Visiting Amsterdam

I finally visited Amsterdam on the weekend, with the hubby. The capital city is an hour’s train journey from Rotterdam, where we stay.

Getting around anywhere in Holland is very easy, thanks to the comprehensive coverage of public transport, one of the world’s best. If you are coming from Schipol airport Amsterdam, you can take a metro or a train that connects you any city of the country. Amsterdam is 10 minutes by train from Schipol.

The moment you step out at Amsterdam Centraal, the main station, you won’t miss the IAmsterdam guides wearing red coats, who are tourism-department employees who help you with information you may need to get around the city. Trams originate from the central station; be sure to ask the guide which route your stop comes at.

For our visit, our first stop was the Anne Frank Huis, the museum in the restored building that housed the Frank family during German occupation of the city. Having read the book several times, it was very moving to see the place where the family lived. The house faces the beautiful canal Prinsengracht Canal, one of the three main waterways in the city. If you plan on visiting the museum, it is advised that you book your tickets online at leasta week in advance, to avoid the long queue.

(Below Right: Anne Frank Huis, Left: Canal facing the Anne Frank Huis)

We realized that almost every tourist-worthy place in the city is within walking distance, and we had made the mistake of buying a full-day tram pass for 7 €. As you walk down the Prinsengracht, head towards the Dam square , which is the social center and life of the city. (Below: the Prinsengracht canal)

Dam square was abuzz with activity, street performers, parties, tourists, pubs and restaurants, and oh yes, it also houses the Royal Palace, and the city’s most popular mall, De Bijenkorf. While the medieval architecture is spell-binding itself, what’s even more riveting are the horse drawn carriages that keep going down the side streets in Dam Sq.  These offer city tours at a price.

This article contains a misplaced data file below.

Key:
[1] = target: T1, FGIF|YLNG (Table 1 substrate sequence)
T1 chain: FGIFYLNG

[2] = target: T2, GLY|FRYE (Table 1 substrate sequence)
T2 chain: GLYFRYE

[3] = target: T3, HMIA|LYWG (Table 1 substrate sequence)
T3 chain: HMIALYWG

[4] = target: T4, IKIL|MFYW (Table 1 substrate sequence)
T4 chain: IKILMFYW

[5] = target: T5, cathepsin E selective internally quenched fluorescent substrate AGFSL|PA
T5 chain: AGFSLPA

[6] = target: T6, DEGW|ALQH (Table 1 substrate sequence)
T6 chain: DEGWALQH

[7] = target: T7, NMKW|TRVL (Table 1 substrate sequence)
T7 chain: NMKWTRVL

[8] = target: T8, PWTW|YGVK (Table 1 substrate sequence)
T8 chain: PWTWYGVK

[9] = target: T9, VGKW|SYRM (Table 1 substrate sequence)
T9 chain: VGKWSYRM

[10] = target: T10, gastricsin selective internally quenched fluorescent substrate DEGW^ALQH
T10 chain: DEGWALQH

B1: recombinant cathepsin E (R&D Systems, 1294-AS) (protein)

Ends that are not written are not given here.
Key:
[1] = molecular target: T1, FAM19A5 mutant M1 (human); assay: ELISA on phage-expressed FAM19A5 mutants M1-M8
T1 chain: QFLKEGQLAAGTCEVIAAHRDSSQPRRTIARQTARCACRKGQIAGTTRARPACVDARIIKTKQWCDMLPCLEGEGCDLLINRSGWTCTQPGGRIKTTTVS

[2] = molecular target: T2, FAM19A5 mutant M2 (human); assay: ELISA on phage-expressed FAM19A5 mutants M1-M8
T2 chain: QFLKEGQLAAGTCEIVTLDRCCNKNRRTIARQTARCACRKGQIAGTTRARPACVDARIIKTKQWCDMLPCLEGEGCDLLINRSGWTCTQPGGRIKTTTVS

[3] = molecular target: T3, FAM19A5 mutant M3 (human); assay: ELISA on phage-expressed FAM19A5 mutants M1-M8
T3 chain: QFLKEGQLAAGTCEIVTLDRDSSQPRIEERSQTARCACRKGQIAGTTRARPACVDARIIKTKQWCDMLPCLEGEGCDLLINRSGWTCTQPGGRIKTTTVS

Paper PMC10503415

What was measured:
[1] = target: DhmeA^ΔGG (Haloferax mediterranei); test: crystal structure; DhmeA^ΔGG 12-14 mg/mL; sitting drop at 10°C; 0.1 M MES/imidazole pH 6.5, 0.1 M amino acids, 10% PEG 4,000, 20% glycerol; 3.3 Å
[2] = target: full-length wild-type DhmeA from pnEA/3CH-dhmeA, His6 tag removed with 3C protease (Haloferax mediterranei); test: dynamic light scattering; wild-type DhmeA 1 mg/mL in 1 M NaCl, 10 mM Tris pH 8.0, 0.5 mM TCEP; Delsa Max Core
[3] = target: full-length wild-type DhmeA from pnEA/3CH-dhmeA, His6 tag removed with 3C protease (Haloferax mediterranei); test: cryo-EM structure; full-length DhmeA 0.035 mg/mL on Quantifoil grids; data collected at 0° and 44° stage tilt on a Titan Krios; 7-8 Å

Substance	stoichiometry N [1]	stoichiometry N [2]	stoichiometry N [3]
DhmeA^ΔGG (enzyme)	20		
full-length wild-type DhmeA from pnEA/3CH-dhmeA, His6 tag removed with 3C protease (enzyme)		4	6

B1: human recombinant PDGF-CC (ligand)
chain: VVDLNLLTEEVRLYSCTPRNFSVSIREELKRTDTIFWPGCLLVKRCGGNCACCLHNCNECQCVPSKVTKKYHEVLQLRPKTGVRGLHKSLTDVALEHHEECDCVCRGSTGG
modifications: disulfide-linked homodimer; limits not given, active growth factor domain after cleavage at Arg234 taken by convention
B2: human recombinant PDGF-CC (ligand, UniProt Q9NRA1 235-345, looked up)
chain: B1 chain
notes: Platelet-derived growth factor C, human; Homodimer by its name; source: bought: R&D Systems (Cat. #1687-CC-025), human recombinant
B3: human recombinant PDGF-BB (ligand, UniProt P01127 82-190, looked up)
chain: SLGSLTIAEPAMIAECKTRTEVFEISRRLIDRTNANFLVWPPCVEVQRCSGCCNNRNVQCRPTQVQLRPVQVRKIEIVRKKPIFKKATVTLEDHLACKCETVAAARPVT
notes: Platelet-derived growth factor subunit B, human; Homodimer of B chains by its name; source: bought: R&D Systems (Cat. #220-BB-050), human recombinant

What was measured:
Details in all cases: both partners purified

By the time we reached Dam Sq, we were ravenous, and were on the lookout for a good lunch place. I’v always been one for trying local cuisine wherever we go, but the Dutch don’t have much of a cuisine to call their own. Good options in food here have Turkish, French and Italian influences. We spotted an Argentinian grill house and ordered a chicken grill and bbq ribs with bread on the side. And yes, Heineken while we were at it.

After lunch and a stroll to take in the sights of the streets, we walked right into the Red Light district, for which A’Dam has achieved its dubious distinction.

The experience was both extremely freakish and sad at the same time. The famed windows which are used for soliciting, face the most beautiful canals, and despite knowing that I was in the seedier part
of the city, the beauty of the streets could not be ignored. All kinds of tourists throng this area, some like me to see what the fuss was all about, some – like a group a teens, giggling and gawking in a mix of fascination and disgust, some families with babies, laughing away in amusement, and several (hordes in fact) of men with a “mission”.

Look closely at this picture, notice the baby in the pram, bang in front of the museum of “other delights”? Its all part of co-existence methinks.

In terms of options for food and drink, Amsterdam is well known for its bars and restaurants. Not to forget the patisseries, bakeries, etc.

We stopped at this small bakery to pick up some chocolate muffins:

Finally, the place that I had been planning on for some time before our trip… a bar called “In de Wildeman”. Rustic charm and copious amounts of beer on tap (18 varieties), are its selling points. I was sadly, too stuffed to drink anything, so took a few

sips of the hubby’s English tap beer (forgot the exact name) and quite liked it.

While we managed to get a lot of food and drink into one trip to the capital, we missed out on some of the biggest to-do’s : The Rijksmuseum, which houses the best of Rembrandt, and that landmark, the Van Gogh museum. But given a choice and with around 8 hours in a city, I think I would not regret passing up art for food!


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